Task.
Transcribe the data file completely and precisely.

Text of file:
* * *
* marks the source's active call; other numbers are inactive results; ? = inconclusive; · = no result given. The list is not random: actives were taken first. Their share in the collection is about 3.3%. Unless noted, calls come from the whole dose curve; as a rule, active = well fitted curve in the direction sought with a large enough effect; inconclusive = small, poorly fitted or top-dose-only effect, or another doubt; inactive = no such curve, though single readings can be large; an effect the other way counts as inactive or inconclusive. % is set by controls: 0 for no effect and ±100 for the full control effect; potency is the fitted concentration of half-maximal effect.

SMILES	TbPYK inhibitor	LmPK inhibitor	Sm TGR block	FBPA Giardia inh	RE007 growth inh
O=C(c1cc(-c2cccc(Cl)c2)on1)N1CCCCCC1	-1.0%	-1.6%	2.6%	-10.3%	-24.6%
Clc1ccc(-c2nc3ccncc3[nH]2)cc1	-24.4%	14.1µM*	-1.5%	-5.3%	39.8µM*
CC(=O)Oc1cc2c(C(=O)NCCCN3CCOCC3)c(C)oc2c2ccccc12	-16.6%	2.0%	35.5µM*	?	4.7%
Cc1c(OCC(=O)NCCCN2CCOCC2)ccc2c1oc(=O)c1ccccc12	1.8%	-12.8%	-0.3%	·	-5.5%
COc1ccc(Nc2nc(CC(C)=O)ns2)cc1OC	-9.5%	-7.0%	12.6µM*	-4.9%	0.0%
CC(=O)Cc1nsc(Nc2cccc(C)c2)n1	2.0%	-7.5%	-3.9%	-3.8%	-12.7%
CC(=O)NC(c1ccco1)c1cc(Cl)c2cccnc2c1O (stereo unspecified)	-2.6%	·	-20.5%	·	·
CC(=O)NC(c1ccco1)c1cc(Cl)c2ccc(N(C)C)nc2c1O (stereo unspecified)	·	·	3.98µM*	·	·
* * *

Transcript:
* marks the source's active call; other numbers are inactive results; ? = inconclusive; · = no result given. The list is not random: actives were taken first. Their share in the collection is about 3.3%. Unless noted, calls come from the whole dose curve; as a rule, active = well fitted curve in the direction sought with a large enough effect; inconclusive = small, poorly fitted or top-dose-only effect, or another doubt; inactive = no such curve, though single readings can be large; an effect the other way counts as inactive or inconclusive. % is set by controls: 0 for no effect and ±100 for the full control effect; potency is the fitted concentration of half-maximal effect.

SMILES	TbPYK inhibitor	LmPK inhibitor	Sm TGR block	FBPA Giardia inh	RE007 growth inh
O=C(c1cc(-c2cccc(Cl)c2)on1)N1CCCCCC1	-1.0%	-1.6%	2.6%	-10.3%	-24.6%
Clc1ccc(-c2nc3ccncc3[nH]2)cc1	-24.4%	14.1µM*	-1.5%	-5.3%	39.8µM*
CC(=O)Oc1cc2c(C(=O)NCCCN3CCOCC3)c(C)oc2c2ccccc12	-16.6%	2.0%	35.5µM*	?	4.7%
Cc1c(OCC(=O)NCCCN2CCOCC2)ccc2c1oc(=O)c1ccccc12	1.8%	-12.8%	-0.3%	·	-5.5%
COc1ccc(Nc2nc(CC(C)=O)ns2)cc1OC	-9.5%	-7.0%	12.6µM*	-4.9%	0.0%
CC(=O)Cc1nsc(Nc2cccc(C)c2)n1	2.0%	-7.5%	-3.9%	-3.8%	-12.7%
CC(=O)NC(c1ccco1)c1cc(Cl)c2cccnc2c1O (stereo unspecified)	-2.6%	·	-20.5%	·	·
CC(=O)NC(c1ccco1)c1cc(Cl)c2ccc(N(C)C)nc2c1O (stereo unspecified)	·	·	3.98µM*	·	·